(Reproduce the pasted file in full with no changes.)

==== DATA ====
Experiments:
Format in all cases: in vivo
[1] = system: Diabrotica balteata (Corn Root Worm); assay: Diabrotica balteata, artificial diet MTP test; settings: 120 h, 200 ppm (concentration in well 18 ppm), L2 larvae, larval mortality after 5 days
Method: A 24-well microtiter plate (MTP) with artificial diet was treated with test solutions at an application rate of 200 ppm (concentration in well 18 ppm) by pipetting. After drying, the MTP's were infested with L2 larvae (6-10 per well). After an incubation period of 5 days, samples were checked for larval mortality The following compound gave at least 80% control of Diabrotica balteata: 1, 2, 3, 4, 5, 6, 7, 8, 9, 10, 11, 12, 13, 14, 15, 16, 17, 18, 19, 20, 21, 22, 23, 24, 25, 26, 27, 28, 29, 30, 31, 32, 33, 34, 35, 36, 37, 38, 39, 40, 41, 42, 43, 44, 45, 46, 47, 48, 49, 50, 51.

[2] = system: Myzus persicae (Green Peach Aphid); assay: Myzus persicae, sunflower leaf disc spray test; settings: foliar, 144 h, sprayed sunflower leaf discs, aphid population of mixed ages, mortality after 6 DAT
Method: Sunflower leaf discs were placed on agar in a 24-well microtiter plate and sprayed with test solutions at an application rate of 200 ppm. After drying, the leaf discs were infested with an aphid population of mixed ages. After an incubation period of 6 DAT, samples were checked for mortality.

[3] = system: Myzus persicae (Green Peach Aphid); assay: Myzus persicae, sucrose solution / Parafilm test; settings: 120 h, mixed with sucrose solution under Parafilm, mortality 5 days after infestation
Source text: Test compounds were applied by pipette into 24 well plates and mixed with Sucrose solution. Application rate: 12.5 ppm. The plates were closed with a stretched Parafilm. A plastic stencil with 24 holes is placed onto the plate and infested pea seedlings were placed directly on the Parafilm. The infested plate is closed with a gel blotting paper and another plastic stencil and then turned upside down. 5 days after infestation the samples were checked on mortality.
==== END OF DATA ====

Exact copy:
Experiments:
Format in all cases: in vivo
[1] = system: Diabrotica balteata (Corn Root Worm); assay: Diabrotica balteata, artificial diet MTP test; settings: 120 h, 200 ppm (concentration in well 18 ppm), L2 larvae, larval mortality after 5 days
Method: A 24-well microtiter plate (MTP) with artificial diet was treated with test solutions at an application rate of 200 ppm (concentration in well 18 ppm) by pipetting. After drying, the MTP's were infested with L2 larvae (6-10 per well). After an incubation period of 5 days, samples were checked for larval mortality The following compound gave at least 80% control of Diabrotica balteata: 1, 2, 3, 4, 5, 6, 7, 8, 9, 10, 11, 12, 13, 14, 15, 16, 17, 18, 19, 20, 21, 22, 23, 24, 25, 26, 27, 28, 29, 30, 31, 32, 33, 34, 35, 36, 37, 38, 39, 40, 41, 42, 43, 44, 45, 46, 47, 48, 49, 50, 51.

[2] = system: Myzus persicae (Green Peach Aphid); assay: Myzus persicae, sunflower leaf disc spray test; settings: foliar, 144 h, sprayed sunflower leaf discs, aphid population of mixed ages, mortality after 6 DAT
Method: Sunflower leaf discs were placed on agar in a 24-well microtiter plate and sprayed with test solutions at an application rate of 200 ppm. After drying, the leaf discs were infested with an aphid population of mixed ages. After an incubation period of 6 DAT, samples were checked for mortality.

[3] = system: Myzus persicae (Green Peach Aphid); assay: Myzus persicae, sucrose solution / Parafilm test; settings: 120 h, mixed with sucrose solution under Parafilm, mortality 5 days after infestation
Source text: Test compounds were applied by pipette into 24 well plates and mixed with Sucrose solution. Application rate: 12.5 ppm. The plates were closed with a stretched Parafilm. A plastic stencil with 24 holes is placed onto the plate and infested pea seedlings were placed directly on the Parafilm. The infested plate is closed with a gel blotting paper and another plastic stencil and then turned upside down. 5 days after infestation the samples were checked on mortality.